Monday March 2, 2015 0 comments
By Peter Adams
Rockies Venture Club
In my job as Executive Director of Rockies Venture Club, I see hundreds of pitches every year. Most active angel investors will see well over a hundred pitches every year. Venture Capital fund managers see hundreds of pitches every year. Watching all those pitches gives investors a great perspective and sense of context so that they can invest in the best companies that the entrepreneurial ecosystem has to offer.
Companies who are pitching for venture capital have sometimes seen only one pitch - their own.
How do companies expect to be competitive when they don't have a solid understanding of what the competition has to offer? The message to aspiring entrepreneurs is:
"Watch lots of pitches!"
Watching lots of pitches is where entrepreneurs should start on their path to success. By learning from others and understanding the competitive environment, they will be most likely to be successful in their search for venture capital.
Recently, a group of investors watched the pitch of a company that had raised a lot of interest in our community and we were excited to put a deal together. After the pitch, however, it became clear that the entrepreneur had no idea about what the norms were for pitching and what the competition had to offer relative to his company. As a result, he failed to address key risks, and ended up with a valuation proposition that was more than double what investors expected to pay, based on the team, market, product, risks, strategy and amount of capital needed. A conference room full of investors who were interested in this company left the meeting with no intention to invest -- all because the entrepreneurs hadn't bothered to check out the competition.
Opportunity: Investors are looking for opportunity. Companies who can explain the opportunity and their clear path to take advantage of the opportunity have an edge over those with muddled messages and unclear strategies. Winning companies have defined a clear path to success and have a definite "unfair competitive advantage" over their competitors.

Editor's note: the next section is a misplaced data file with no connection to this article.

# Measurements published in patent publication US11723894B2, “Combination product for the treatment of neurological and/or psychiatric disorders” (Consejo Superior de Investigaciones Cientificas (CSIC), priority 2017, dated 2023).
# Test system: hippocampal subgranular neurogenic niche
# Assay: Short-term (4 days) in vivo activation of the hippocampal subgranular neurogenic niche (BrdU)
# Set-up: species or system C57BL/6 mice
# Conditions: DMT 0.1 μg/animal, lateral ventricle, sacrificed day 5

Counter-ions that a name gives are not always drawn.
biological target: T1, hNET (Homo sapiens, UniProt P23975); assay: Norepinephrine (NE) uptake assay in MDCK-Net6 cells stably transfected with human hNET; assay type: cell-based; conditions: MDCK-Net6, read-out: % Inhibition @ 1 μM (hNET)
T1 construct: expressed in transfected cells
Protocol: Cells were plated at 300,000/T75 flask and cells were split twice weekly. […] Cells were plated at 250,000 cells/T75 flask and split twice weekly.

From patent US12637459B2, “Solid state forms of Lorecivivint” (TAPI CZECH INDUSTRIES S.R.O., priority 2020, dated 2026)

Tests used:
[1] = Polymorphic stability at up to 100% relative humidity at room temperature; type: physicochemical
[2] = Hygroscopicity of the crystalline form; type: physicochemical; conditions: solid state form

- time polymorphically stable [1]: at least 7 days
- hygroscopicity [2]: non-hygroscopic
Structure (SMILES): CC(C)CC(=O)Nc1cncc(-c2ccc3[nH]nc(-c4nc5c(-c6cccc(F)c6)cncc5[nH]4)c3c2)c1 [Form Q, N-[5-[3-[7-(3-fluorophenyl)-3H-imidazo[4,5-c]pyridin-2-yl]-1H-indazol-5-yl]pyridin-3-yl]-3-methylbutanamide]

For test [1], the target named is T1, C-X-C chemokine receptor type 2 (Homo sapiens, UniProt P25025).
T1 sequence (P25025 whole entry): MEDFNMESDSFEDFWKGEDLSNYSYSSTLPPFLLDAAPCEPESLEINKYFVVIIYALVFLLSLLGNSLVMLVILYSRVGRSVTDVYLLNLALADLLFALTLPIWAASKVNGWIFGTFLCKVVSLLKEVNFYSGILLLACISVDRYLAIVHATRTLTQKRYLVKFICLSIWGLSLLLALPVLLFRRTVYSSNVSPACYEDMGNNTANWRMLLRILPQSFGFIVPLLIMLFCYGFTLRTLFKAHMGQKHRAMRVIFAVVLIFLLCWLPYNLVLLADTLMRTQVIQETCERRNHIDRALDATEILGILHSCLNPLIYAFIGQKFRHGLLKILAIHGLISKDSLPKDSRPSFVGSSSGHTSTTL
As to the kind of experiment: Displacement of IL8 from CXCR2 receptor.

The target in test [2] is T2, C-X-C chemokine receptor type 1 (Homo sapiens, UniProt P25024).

Valuation: Many first time entrepreneurs fail to understand that investors are looking at hundreds of deals in order to pick out just a handful that will be the ones they invest in. After looking at so many deals investors have a pretty good idea about what the market value for an early stage company is relative to its risk and opportunities. Startups that don't understand what their competition has to offer will end up losing investment opportunities because they don't understand the competitive environment they're working in, and may come up with valuations that have no bearing on the market value of what they're offering.
Clarity: Excellent pitches are perfectly clear. They set out a problem, propose a solution, express understanding of the market and the challenges of entering the market, they have a sophisticated finance plan that starts with the exit and works back through multiple tranches of funding, all ending up with a reasonable deal that investors want to get involved with. Five minutes of clarity is created by hours of work, practice, research and business planning. No, you don't need a 200-page plan, but yes, successful companies have a crystal clear roadmap to success.
Entrepreneurs and investors who want to see the highest concentration of Colorado's best companies presenting pitches over two days, followed by a half-day investor-only forum, should plan on attending the Angel Capital Summit, March 16-18, on the University of Denver campus. Rockies Venture Club will host the event with pitches, keynote speakers, panels, receptions and the University Startup Challenge - pitting Colorado's top university business plan competitors against each other for live investment opportunities. The conference theme this year is "Scaling Up - Growing Big Fast" We will be talking to CEOs of successful Colorado companies who will share their secrets for rapid growth and startup success.
Find out more at www.angelcapitalsummit.org.